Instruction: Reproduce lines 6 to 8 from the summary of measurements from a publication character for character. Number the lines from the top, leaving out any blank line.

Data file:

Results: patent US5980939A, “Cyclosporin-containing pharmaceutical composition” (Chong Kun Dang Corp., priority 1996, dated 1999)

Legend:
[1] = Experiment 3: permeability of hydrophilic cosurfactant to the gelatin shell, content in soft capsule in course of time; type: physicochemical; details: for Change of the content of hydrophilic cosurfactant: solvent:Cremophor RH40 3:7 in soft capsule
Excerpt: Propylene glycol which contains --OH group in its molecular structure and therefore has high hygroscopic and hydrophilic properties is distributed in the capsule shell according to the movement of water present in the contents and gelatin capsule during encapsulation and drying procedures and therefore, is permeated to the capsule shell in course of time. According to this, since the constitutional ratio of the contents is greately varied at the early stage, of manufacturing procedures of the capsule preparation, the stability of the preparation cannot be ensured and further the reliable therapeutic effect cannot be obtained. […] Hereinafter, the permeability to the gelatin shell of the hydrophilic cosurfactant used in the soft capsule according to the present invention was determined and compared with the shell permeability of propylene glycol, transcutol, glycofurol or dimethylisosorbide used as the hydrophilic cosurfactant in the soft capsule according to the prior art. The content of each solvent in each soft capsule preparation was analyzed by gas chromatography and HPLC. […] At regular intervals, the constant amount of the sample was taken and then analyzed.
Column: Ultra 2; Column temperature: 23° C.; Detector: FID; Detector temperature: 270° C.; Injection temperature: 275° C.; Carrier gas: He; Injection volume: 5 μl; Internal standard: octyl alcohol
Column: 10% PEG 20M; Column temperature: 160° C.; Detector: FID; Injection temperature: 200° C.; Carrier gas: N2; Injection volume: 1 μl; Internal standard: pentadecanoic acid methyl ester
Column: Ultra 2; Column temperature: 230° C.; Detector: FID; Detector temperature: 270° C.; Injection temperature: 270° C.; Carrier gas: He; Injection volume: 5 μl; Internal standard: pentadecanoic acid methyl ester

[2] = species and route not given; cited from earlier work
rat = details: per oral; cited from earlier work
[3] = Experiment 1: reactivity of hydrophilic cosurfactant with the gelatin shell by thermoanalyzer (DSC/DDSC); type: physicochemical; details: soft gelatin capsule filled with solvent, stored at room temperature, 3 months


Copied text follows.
Column: 10% PEG 20M; Column temperature: 160° C.; Detector: FID; Injection temperature: 200° C.; Carrier gas: N2; Injection volume: 1 μl; Internal standard: pentadecanoic acid methyl ester
Column: Ultra 2; Column temperature: 230° C.; Detector: FID; Detector temperature: 270° C.; Injection temperature: 270° C.; Carrier gas: He; Injection volume: 5 μl; Internal standard: pentadecanoic acid methyl ester

[2] = species and route not given; cited from earlier work